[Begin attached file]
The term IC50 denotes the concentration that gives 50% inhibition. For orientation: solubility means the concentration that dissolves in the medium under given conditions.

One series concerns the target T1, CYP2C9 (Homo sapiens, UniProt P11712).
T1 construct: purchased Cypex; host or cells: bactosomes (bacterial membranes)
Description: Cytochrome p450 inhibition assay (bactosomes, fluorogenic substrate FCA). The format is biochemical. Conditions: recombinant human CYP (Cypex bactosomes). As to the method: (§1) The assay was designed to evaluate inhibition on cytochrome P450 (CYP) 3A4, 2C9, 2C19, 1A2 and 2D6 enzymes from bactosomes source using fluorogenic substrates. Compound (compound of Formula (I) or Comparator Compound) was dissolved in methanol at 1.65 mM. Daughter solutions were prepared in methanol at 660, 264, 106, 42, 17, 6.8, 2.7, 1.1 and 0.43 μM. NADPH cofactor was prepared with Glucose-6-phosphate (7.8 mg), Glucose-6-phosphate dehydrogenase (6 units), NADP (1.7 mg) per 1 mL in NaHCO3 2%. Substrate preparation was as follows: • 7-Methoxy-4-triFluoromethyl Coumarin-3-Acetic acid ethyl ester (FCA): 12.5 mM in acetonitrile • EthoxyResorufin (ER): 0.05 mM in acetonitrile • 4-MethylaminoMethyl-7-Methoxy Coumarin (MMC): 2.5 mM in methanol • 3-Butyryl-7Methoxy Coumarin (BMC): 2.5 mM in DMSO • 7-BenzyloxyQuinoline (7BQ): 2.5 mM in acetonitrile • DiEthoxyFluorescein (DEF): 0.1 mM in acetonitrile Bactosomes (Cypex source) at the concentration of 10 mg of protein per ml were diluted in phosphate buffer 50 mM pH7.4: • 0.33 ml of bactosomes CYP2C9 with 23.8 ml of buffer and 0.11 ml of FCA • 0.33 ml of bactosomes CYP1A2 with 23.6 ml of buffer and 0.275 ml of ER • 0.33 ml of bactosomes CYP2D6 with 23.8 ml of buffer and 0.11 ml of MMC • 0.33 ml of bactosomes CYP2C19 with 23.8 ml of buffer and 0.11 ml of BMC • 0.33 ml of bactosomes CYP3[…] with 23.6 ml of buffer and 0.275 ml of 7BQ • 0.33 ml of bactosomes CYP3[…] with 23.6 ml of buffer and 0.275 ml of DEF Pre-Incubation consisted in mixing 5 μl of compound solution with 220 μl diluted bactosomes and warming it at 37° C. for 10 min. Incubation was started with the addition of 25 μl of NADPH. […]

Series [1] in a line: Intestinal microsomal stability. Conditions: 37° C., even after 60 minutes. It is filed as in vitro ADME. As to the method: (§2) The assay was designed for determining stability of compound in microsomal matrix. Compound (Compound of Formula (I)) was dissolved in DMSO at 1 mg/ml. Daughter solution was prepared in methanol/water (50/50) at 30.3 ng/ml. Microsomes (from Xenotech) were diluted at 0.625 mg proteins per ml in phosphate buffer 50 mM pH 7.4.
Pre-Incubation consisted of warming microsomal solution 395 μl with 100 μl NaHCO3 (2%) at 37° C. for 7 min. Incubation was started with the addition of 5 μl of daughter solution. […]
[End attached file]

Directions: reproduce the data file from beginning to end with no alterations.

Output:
The term IC50 denotes the concentration that gives 50% inhibition. For orientation: solubility means the concentration that dissolves in the medium under given conditions.

One series concerns the target T1, CYP2C9 (Homo sapiens, UniProt P11712).
T1 construct: purchased Cypex; host or cells: bactosomes (bacterial membranes)
Description: Cytochrome p450 inhibition assay (bactosomes, fluorogenic substrate FCA). The format is biochemical. Conditions: recombinant human CYP (Cypex bactosomes). As to the method: (§1) The assay was designed to evaluate inhibition on cytochrome P450 (CYP) 3A4, 2C9, 2C19, 1A2 and 2D6 enzymes from bactosomes source using fluorogenic substrates. Compound (compound of Formula (I) or Comparator Compound) was dissolved in methanol at 1.65 mM. Daughter solutions were prepared in methanol at 660, 264, 106, 42, 17, 6.8, 2.7, 1.1 and 0.43 μM. NADPH cofactor was prepared with Glucose-6-phosphate (7.8 mg), Glucose-6-phosphate dehydrogenase (6 units), NADP (1.7 mg) per 1 mL in NaHCO3 2%. Substrate preparation was as follows: • 7-Methoxy-4-triFluoromethyl Coumarin-3-Acetic acid ethyl ester (FCA): 12.5 mM in acetonitrile • EthoxyResorufin (ER): 0.05 mM in acetonitrile • 4-MethylaminoMethyl-7-Methoxy Coumarin (MMC): 2.5 mM in methanol • 3-Butyryl-7Methoxy Coumarin (BMC): 2.5 mM in DMSO • 7-BenzyloxyQuinoline (7BQ): 2.5 mM in acetonitrile • DiEthoxyFluorescein (DEF): 0.1 mM in acetonitrile Bactosomes (Cypex source) at the concentration of 10 mg of protein per ml were diluted in phosphate buffer 50 mM pH7.4: • 0.33 ml of bactosomes CYP2C9 with 23.8 ml of buffer and 0.11 ml of FCA • 0.33 ml of bactosomes CYP1A2 with 23.6 ml of buffer and 0.275 ml of ER • 0.33 ml of bactosomes CYP2D6 with 23.8 ml of buffer and 0.11 ml of MMC • 0.33 ml of bactosomes CYP2C19 with 23.8 ml of buffer and 0.11 ml of BMC • 0.33 ml of bactosomes CYP3[…] with 23.6 ml of buffer and 0.275 ml of 7BQ • 0.33 ml of bactosomes CYP3[…] with 23.6 ml of buffer and 0.275 ml of DEF Pre-Incubation consisted in mixing 5 μl of compound solution with 220 μl diluted bactosomes and warming it at 37° C. for 10 min. Incubation was started with the addition of 25 μl of NADPH. […]

Series [1] in a line: Intestinal microsomal stability. Conditions: 37° C., even after 60 minutes. It is filed as in vitro ADME. As to the method: (§2) The assay was designed for determining stability of compound in microsomal matrix. Compound (Compound of Formula (I)) was dissolved in DMSO at 1 mg/ml. Daughter solution was prepared in methanol/water (50/50) at 30.3 ng/ml. Microsomes (from Xenotech) were diluted at 0.625 mg proteins per ml in phosphate buffer 50 mM pH 7.4.
Pre-Incubation consisted of warming microsomal solution 395 μl with 100 μl NaHCO3 (2%) at 37° C. for 7 min. Incubation was started with the addition of 5 μl of daughter solution. […]